2011 Focus 2.0L L4 engine, manual transmission, 70K miles - when up-shifting gears, the throttle remains high, dropping v-e-r-y slowly instead of dropping rapidly when the throttle is released. It is the same when not moving, when the throttle is run up to steady RPM’s, then the pedal is released, the RPM’s drop slowly. This has started recently, at first I thought it was just ‘operator error’, and that our shifting skills were deteriorating with age (ours, not the car), but testing has proven the fault lies with the vehicle. I researched sticking throttle issues, and thought I had located the problem as a bad throttle body assembly. Changed it out with a new one, went thru the computer reset procedure,and the problem still exists. No error codes are showing, but the little yellow wrench light is lit on the dash (resets each startup. Vehicle drives fine otherwise, no loss of power, etc. Any suggestions?
Sticky “Idle Air Control” IAC.
Locate the IAC and rev the engine and when you release the throttle tap on the IAC with a screwdriver. If the idle drops as it should or better than it has been, then you need a new IAC,
removing it and cleaning it with carb cleaner may do it too.
Classic sticky IAC. Yosemite hit the nail right on the head.
This vehicle has an electronic throttle body, so there is no IAC valve.
The idle is controlled by the throttle body itself.
You might check and see if the throttle pedal position sensor is defective.
@Tester; My mistake…good catch.
As oddball (Donald Sutherland) said in Kelly’s hero’s “always with the negative vibes”.
Actually, the line was, “always with the negative waves.”
Thanks for the quick responses (and clarification) I was going down the IAC path myself, but was unable to find enough info on it re my vehicle year - No wonder I haven’t been able to locate it on my engine!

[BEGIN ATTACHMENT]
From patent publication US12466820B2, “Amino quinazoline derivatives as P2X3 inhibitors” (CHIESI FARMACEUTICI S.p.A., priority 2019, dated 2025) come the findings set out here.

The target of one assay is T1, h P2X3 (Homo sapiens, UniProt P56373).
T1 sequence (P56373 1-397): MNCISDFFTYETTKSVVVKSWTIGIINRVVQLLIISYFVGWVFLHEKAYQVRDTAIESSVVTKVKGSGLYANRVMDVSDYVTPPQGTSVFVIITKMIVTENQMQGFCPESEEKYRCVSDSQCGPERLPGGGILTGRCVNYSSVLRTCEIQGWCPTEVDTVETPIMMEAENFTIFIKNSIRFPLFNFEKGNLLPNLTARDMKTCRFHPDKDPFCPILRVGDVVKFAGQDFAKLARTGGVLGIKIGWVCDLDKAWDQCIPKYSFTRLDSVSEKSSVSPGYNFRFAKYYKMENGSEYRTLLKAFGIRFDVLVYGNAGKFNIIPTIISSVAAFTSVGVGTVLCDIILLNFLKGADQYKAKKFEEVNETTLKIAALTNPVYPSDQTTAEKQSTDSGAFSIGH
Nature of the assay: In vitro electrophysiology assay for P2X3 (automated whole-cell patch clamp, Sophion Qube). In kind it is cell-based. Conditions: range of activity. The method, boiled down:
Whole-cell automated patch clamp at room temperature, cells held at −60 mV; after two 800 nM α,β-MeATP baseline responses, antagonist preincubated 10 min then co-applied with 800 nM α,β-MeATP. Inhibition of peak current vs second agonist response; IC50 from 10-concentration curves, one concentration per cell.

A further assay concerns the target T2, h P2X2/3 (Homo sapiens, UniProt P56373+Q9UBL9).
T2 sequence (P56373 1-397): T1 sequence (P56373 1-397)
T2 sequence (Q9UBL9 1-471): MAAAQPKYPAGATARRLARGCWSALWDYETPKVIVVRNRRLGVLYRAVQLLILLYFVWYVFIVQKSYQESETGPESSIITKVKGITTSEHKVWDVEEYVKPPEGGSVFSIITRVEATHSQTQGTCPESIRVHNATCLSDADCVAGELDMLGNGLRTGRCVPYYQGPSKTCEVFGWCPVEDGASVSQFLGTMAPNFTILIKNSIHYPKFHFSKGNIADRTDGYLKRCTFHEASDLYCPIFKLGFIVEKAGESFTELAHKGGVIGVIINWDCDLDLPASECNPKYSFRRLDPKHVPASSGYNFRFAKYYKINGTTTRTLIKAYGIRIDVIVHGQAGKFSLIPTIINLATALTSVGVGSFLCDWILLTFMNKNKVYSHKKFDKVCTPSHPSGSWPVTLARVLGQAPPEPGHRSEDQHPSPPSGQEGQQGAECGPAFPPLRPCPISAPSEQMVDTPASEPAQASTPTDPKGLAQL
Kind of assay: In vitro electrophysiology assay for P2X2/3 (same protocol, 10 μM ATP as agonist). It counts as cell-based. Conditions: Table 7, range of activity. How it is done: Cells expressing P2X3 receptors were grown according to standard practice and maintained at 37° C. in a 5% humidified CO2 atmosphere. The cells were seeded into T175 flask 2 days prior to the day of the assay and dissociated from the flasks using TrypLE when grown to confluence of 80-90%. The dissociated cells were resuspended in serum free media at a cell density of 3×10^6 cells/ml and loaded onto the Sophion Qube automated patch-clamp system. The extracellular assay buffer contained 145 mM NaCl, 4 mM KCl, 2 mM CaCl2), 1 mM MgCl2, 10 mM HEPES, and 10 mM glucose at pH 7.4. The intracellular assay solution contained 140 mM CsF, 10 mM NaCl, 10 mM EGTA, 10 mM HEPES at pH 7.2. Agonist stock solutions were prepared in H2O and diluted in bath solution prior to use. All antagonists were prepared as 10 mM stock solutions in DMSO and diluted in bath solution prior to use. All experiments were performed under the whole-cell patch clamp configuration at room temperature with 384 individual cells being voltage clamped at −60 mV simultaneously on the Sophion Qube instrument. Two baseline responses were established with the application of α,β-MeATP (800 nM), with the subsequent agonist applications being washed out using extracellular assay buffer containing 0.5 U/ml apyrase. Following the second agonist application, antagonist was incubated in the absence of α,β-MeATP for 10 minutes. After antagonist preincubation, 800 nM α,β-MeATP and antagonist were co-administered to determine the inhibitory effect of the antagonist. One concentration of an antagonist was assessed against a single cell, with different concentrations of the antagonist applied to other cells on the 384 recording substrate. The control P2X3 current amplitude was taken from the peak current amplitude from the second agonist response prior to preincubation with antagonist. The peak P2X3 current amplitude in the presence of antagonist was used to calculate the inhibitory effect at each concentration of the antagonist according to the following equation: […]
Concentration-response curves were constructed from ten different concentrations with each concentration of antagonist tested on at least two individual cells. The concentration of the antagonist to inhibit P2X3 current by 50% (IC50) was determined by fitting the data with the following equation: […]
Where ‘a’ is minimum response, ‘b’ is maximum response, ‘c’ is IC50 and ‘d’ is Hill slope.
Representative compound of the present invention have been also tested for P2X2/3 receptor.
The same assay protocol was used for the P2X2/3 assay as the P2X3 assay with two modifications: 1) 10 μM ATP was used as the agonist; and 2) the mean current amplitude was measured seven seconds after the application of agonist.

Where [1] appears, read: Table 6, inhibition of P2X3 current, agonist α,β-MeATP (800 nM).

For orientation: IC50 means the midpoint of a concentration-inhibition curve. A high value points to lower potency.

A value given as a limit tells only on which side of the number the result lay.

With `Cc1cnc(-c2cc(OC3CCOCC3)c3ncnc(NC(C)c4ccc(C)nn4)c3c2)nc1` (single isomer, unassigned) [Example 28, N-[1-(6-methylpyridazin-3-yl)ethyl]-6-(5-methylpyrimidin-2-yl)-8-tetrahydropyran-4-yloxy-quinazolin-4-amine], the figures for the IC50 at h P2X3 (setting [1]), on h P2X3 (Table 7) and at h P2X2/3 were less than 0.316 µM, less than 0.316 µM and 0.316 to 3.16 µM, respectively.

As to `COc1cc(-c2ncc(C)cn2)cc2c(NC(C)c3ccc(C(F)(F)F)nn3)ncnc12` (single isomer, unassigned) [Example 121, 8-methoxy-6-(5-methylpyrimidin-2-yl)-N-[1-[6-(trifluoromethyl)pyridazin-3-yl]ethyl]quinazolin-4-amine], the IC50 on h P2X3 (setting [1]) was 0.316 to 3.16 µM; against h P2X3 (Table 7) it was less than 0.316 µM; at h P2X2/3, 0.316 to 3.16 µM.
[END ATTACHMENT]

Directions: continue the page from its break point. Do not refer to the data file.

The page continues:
Since I have changed the throttle body, I guess I’m looking at the throttle pedal position sensor next…
Just to note - there are no error codes set when this 'wrench" light displays, even checked while driving to produce the problem - no error codes. So, what does the wrench symbol alone help diagnose?
Engine rpm’s do not ‘hang’ as much when RPM run up in garage - hanging appears quite a bit worse while driving - 5-10 seconds before it returns to lower rpm’s.
The wrench symbol indicates there is a problem with the electronic throttle control.
Illuminates when a powertrain fault
has been detected. Contact your
authorized dealer as soon as
If your diagnostic equipment only reads “P” codes you may not have access to the ETC section of the PCM. A professional scan tool may be necessary.
If you installed a “new” throttle body it should have included the throttle position sensor. There is an accelerator position sensor involved but I would want to check the inputs with a scan tool, also rule out calibration issues.
Thank’s for the clip @Tester. I was close …great movie too.
Dang! Guess I’ve got to deal with a ‘professional’ to diagnose this one. I’ll let you all know what I find out…